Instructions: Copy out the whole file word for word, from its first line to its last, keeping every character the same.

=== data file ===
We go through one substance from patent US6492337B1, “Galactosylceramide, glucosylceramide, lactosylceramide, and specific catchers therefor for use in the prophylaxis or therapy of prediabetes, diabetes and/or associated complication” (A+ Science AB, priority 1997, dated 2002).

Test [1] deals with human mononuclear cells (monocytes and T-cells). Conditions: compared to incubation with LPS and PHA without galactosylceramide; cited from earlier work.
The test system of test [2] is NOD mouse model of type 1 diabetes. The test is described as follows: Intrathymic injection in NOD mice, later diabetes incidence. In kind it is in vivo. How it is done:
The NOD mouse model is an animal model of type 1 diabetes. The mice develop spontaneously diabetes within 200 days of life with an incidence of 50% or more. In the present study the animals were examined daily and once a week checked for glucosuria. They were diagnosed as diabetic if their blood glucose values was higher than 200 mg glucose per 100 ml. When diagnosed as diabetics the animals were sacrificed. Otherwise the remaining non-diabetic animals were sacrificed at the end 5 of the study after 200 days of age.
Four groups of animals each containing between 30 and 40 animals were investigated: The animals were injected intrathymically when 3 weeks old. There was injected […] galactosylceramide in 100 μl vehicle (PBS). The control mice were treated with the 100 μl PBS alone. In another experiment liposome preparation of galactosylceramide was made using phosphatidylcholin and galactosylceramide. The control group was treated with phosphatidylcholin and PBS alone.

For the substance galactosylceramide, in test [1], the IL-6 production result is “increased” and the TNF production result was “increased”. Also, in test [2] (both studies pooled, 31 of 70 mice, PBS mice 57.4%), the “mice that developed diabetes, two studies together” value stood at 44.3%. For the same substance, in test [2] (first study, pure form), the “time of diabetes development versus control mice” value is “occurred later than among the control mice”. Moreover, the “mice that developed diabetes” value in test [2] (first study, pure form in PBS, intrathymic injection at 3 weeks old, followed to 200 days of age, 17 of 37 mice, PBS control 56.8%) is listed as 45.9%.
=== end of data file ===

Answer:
We go through one substance from patent US6492337B1, “Galactosylceramide, glucosylceramide, lactosylceramide, and specific catchers therefor for use in the prophylaxis or therapy of prediabetes, diabetes and/or associated complication” (A+ Science AB, priority 1997, dated 2002).

Test [1] deals with human mononuclear cells (monocytes and T-cells). Conditions: compared to incubation with LPS and PHA without galactosylceramide; cited from earlier work.
The test system of test [2] is NOD mouse model of type 1 diabetes. The test is described as follows: Intrathymic injection in NOD mice, later diabetes incidence. In kind it is in vivo. How it is done:
The NOD mouse model is an animal model of type 1 diabetes. The mice develop spontaneously diabetes within 200 days of life with an incidence of 50% or more. In the present study the animals were examined daily and once a week checked for glucosuria. They were diagnosed as diabetic if their blood glucose values was higher than 200 mg glucose per 100 ml. When diagnosed as diabetics the animals were sacrificed. Otherwise the remaining non-diabetic animals were sacrificed at the end 5 of the study after 200 days of age.
Four groups of animals each containing between 30 and 40 animals were investigated: The animals were injected intrathymically when 3 weeks old. There was injected […] galactosylceramide in 100 μl vehicle (PBS). The control mice were treated with the 100 μl PBS alone. In another experiment liposome preparation of galactosylceramide was made using phosphatidylcholin and galactosylceramide. The control group was treated with phosphatidylcholin and PBS alone.

For the substance galactosylceramide, in test [1], the IL-6 production result is “increased” and the TNF production result was “increased”. Also, in test [2] (both studies pooled, 31 of 70 mice, PBS mice 57.4%), the “mice that developed diabetes, two studies together” value stood at 44.3%. For the same substance, in test [2] (first study, pure form), the “time of diabetes development versus control mice” value is “occurred later than among the control mice”. Moreover, the “mice that developed diabetes” value in test [2] (first study, pure form in PBS, intrathymic injection at 3 weeks old, followed to 200 days of age, 17 of 37 mice, PBS control 56.8%) is listed as 45.9%.